Howard Dean recognized this and established the 50-state campaign. That was a tremendous advantage, which the Democratic Party regulars renounced as soon as they were able to get Howard Dean off stage.

The ACA is a nice selling point, sort of like 50 mpg. But you need a car to go with it. The Democratic Party seems to be determined not to do that.

True story: After 2010, my state Democratic chair asked for input on how to recover the situation. I responded that the reason the Party loses elections is because it is widely perceived as corrupt. Democrats, of course, are not more corrupt than Republicans. But because they are wishy-washy, not fully committed to their political beliefs, every time that one does something ethically questionable or even illegal, the media message is able to paint that misdeed as a mark of corruption.

I urge every Kossack who can to consider a run for office. Every time a talented, articulate, caring person stands up and says, I’m a Democrat, it does something to dispel the poisonous image created by the Democratic Party regulars, who are concerned with their careers and advancement over healing the suffering and national decay their incompetence has facilitated.

Voters want people who genuinely listen, know what they believe, say what they believe, and are willing to suffer a little to do the right thing. They are much less concerned with ideology than with character.

And if they are offered a Republican and nobody, you can pretty well guess that the Republican is going to win.

I shouldn’t rain on a guy who is inspired to do something good by pointing out how ultimately futile it is. The optimism of the young is the only reason this nation hasn’t reverted to monarchy. But I see the movements of today, notably Occupy, and I see such a lack of realism about how the magnitude of the problem and what genius and energy it is going to take to overcome it. Fixing things is the work of a lifetime, one that will take the courage and the endurance of the civil rights movement. It’s definitely worth doing, no matter how much one suffers or is defeated, because not to engage is to participate in doing wrong.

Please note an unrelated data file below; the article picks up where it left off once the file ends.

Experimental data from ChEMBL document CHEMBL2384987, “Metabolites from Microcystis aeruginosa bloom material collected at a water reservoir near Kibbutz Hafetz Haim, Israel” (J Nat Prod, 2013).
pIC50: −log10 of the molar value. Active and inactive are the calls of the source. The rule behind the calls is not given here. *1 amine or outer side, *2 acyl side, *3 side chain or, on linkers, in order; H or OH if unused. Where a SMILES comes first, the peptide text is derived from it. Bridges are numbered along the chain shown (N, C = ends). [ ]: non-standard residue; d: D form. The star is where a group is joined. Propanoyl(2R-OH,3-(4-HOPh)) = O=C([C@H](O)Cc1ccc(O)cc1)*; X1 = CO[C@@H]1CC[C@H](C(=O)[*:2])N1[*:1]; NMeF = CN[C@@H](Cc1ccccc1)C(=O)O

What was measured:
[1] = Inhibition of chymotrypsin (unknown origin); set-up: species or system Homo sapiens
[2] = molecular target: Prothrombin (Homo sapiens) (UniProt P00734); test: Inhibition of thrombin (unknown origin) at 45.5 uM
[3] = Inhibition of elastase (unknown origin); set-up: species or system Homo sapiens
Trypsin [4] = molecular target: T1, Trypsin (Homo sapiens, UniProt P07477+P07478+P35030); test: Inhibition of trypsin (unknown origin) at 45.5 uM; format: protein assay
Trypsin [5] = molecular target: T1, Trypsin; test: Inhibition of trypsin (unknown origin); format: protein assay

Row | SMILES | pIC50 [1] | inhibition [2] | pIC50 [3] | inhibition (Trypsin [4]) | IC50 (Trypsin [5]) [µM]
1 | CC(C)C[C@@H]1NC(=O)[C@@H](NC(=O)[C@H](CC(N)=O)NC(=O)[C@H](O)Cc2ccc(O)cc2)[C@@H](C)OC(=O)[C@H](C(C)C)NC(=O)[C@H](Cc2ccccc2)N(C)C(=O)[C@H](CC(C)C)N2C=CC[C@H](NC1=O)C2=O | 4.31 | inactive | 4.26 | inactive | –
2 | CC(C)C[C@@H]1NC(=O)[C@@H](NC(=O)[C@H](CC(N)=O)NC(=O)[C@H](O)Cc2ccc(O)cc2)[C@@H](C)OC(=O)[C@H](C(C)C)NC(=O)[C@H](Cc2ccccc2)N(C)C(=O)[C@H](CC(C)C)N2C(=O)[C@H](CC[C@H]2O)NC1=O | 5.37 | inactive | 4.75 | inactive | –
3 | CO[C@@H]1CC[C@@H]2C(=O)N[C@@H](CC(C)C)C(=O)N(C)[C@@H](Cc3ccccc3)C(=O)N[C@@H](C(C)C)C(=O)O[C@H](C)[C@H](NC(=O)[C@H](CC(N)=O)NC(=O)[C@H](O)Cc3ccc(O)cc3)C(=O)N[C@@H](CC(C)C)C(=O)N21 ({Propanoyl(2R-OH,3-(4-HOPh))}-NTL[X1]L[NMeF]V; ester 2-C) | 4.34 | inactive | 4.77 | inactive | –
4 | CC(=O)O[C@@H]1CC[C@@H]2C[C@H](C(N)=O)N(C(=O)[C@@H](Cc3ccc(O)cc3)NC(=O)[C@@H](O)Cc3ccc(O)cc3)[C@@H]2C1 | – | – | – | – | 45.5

But change is not going to happen just because of some clever advertising.

Posted in activism, Occupy movement | 7 Comments »

Friday Cat Blogging

Posted by MEC on September 20, 2013

Friday Cat Blogging

Posted in Alexander the Great, Friday Cat Blogging | 4 Comments »

If you really want to know what the Founders said…

Posted by Charles II on September 19, 2013

The National Archives has made it possible: see here.

John Adams to Abigail Adams

Phyladelphia Octr. 9. 1774

My Dear

I am wearied to Death with the Life I lead. The Business of the Congress is tedious, beyond Expression. This Assembly is like no other that ever existed. Every Man in it is a great Man—an orator, a Critick, a statesman, and therefore every Man upon every Question must shew his oratory, his Criticism and his Political Abilities.

The Consequence of this is, that Business is drawn and spun out to an immeasurable Length. I believe if it was moved and seconded that We should come to a Resolution that Three and two make five We should be entertained with Logick and Rhetorick, Law, History, Politicks and Mathematicks, concerning the Subject for two whole Days, and then We should pass the Resolution unanimously in the Affirmative.

Posted in Congress, history | 2 Comments »